Judges and lawyers need to become more familiar with the world of emojis as they increasingly become part of court cases, legal experts have said.
To most people, emojis are a common part of life, using them as part of everyday language in text messages and on social media.
But that also means that they are increasingly part of evidence in courts of law, from criminal to divorce courts.
While the small images are often used light-heartedly, some are used inappropriately while others have become recognised symbols relating to drugs and other crime.
Emojis are already commonplace in US law courts, but several legal experts have called for the UK judiciary to become more familiar with them.
Felicity Gerry QC, who has specialised in cases involving sexual offences for 20 years and now specialises in terrorism, told Yahoo News UK that nearly all of the cases involved communication – increasingly involving data communication.
“People increasingly communicate using pictures,” she said. “Now, it’s okay if you have got the person available to say, ‘that’s what I meant’, but they may not be believed. A prosecution lawyer may say, ‘that’s not what you meant’.
“Obviously there’s a fine line sometimes and context will be enough but sometimes it won’t. It’s at the very least the sort of situation where you might need a glossary.
“If we go on the assumption that we think we know what that means then there’s a real risk there will be a miscarriage of justice.”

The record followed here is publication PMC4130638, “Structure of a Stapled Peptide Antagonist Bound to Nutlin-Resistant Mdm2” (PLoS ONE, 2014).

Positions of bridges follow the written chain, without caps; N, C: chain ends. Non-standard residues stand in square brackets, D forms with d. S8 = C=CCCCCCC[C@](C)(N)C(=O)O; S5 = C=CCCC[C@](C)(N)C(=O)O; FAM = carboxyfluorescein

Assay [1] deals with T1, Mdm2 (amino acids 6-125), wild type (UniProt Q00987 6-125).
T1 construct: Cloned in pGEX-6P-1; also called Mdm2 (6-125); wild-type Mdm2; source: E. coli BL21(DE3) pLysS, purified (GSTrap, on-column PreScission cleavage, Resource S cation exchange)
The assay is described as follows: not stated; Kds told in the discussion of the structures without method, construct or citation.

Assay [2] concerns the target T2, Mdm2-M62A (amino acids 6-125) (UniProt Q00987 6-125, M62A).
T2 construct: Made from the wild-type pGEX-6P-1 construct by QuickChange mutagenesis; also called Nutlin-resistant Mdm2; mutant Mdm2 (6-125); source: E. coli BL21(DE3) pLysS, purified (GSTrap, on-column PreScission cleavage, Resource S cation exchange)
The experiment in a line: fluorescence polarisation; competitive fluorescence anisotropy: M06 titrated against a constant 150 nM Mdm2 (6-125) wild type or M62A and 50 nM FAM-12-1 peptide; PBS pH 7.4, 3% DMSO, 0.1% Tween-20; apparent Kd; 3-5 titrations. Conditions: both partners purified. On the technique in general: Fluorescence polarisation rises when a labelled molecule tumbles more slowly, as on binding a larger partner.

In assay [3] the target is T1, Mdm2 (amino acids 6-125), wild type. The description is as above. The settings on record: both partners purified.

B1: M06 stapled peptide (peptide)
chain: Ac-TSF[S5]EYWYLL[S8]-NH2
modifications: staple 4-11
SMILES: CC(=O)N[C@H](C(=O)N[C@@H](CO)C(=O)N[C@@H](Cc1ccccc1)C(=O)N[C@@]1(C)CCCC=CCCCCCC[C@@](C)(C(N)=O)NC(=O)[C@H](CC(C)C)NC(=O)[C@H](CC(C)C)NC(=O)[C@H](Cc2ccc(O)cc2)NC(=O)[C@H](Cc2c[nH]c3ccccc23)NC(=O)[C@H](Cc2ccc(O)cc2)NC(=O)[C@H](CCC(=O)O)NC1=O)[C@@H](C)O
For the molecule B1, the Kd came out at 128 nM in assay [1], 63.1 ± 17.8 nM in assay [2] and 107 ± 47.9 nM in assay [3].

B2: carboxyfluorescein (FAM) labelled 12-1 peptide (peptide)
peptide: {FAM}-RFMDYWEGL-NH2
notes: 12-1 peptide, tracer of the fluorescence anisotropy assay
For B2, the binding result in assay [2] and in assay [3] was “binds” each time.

Ms Gerry, who is working on a PhD looking at using data to combat human trafficking, said there is a real danger that victims of trafficking who are forced to commit crimes could be confused as criminals if instructions they received – sometimes using emojis – aren’t interpreted correctly.
While primers have been issued to judges addressing issues like DNA, she said it would be more helpful for such information to focus on newer issues.
“I think it would be better if they started with the things that are new, like data communication. Or at the very least apply your minds to it.”
Natasha Phillips, children law expert and founder of Researching Reform – a project to help improve legislation and policy around child welfare and child rights – said: “Emojis have become increasingly popular over the last ten years and they’re finding their way into evidence, particularly within criminal cases.
“It’s vital for judges to learn the ‘language’ and to keep up to date with the changing meanings for these symbols, in order to be able to deliver effective judgments.”
Lorraine Harvey, principal lawyer at Slater & Gordon, said emojis are commonplace in divorce cases, with couples often using screenshots of messages including emojis to demonstrate adultery or unreasonable behaviour.
She said: “I do think it’s important for the judiciary to keep abreast of what they mean and how you can interpret them. So I think it’s time for the judiciary to have some familiarity of what they mean.”
While they may not necessarily be presented as evidence in divorce courts to judges, it’s also important for lawyers to understand emojis and what they mean, she said.